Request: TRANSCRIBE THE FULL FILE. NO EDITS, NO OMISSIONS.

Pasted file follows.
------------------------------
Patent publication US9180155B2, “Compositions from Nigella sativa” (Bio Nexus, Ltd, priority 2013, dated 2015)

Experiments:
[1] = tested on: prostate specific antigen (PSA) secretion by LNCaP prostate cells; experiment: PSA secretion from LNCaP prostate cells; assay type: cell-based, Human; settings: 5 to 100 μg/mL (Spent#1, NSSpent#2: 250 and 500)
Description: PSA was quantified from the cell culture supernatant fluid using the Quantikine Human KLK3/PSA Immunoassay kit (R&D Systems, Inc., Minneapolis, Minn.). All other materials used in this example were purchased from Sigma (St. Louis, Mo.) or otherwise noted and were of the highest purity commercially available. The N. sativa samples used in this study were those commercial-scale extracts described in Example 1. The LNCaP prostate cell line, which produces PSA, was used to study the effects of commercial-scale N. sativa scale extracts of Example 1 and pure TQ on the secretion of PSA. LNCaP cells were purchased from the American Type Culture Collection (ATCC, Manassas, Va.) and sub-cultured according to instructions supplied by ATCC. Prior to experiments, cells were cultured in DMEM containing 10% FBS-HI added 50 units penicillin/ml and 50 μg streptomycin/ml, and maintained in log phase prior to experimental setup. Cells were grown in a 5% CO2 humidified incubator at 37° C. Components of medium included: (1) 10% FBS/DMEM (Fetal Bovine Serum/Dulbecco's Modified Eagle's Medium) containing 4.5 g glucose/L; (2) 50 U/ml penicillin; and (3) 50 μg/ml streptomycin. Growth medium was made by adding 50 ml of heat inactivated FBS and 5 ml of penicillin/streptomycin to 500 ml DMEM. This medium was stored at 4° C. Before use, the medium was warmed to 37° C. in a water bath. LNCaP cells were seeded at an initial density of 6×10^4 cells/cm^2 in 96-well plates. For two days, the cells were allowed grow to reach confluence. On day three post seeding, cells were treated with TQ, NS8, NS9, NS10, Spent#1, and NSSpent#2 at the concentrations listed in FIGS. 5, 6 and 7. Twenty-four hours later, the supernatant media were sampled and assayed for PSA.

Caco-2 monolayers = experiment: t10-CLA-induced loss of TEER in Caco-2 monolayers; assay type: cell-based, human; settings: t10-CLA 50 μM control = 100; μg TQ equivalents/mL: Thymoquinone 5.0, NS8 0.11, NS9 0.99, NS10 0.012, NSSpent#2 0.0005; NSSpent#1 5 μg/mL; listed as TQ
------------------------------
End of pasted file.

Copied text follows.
Patent publication US9180155B2, “Compositions from Nigella sativa” (Bio Nexus, Ltd, priority 2013, dated 2015)

Experiments:
[1] = tested on: prostate specific antigen (PSA) secretion by LNCaP prostate cells; experiment: PSA secretion from LNCaP prostate cells; assay type: cell-based, Human; settings: 5 to 100 μg/mL (Spent#1, NSSpent#2: 250 and 500)
Description: PSA was quantified from the cell culture supernatant fluid using the Quantikine Human KLK3/PSA Immunoassay kit (R&D Systems, Inc., Minneapolis, Minn.). All other materials used in this example were purchased from Sigma (St. Louis, Mo.) or otherwise noted and were of the highest purity commercially available. The N. sativa samples used in this study were those commercial-scale extracts described in Example 1. The LNCaP prostate cell line, which produces PSA, was used to study the effects of commercial-scale N. sativa scale extracts of Example 1 and pure TQ on the secretion of PSA. LNCaP cells were purchased from the American Type Culture Collection (ATCC, Manassas, Va.) and sub-cultured according to instructions supplied by ATCC. Prior to experiments, cells were cultured in DMEM containing 10% FBS-HI added 50 units penicillin/ml and 50 μg streptomycin/ml, and maintained in log phase prior to experimental setup. Cells were grown in a 5% CO2 humidified incubator at 37° C. Components of medium included: (1) 10% FBS/DMEM (Fetal Bovine Serum/Dulbecco's Modified Eagle's Medium) containing 4.5 g glucose/L; (2) 50 U/ml penicillin; and (3) 50 μg/ml streptomycin. Growth medium was made by adding 50 ml of heat inactivated FBS and 5 ml of penicillin/streptomycin to 500 ml DMEM. This medium was stored at 4° C. Before use, the medium was warmed to 37° C. in a water bath. LNCaP cells were seeded at an initial density of 6×10^4 cells/cm^2 in 96-well plates. For two days, the cells were allowed grow to reach confluence. On day three post seeding, cells were treated with TQ, NS8, NS9, NS10, Spent#1, and NSSpent#2 at the concentrations listed in FIGS. 5, 6 and 7. Twenty-four hours later, the supernatant media were sampled and assayed for PSA.

Caco-2 monolayers = experiment: t10-CLA-induced loss of TEER in Caco-2 monolayers; assay type: cell-based, human; settings: t10-CLA 50 μM control = 100; μg TQ equivalents/mL: Thymoquinone 5.0, NS8 0.11, NS9 0.99, NS10 0.012, NSSpent#2 0.0005; NSSpent#1 5 μg/mL; listed as TQ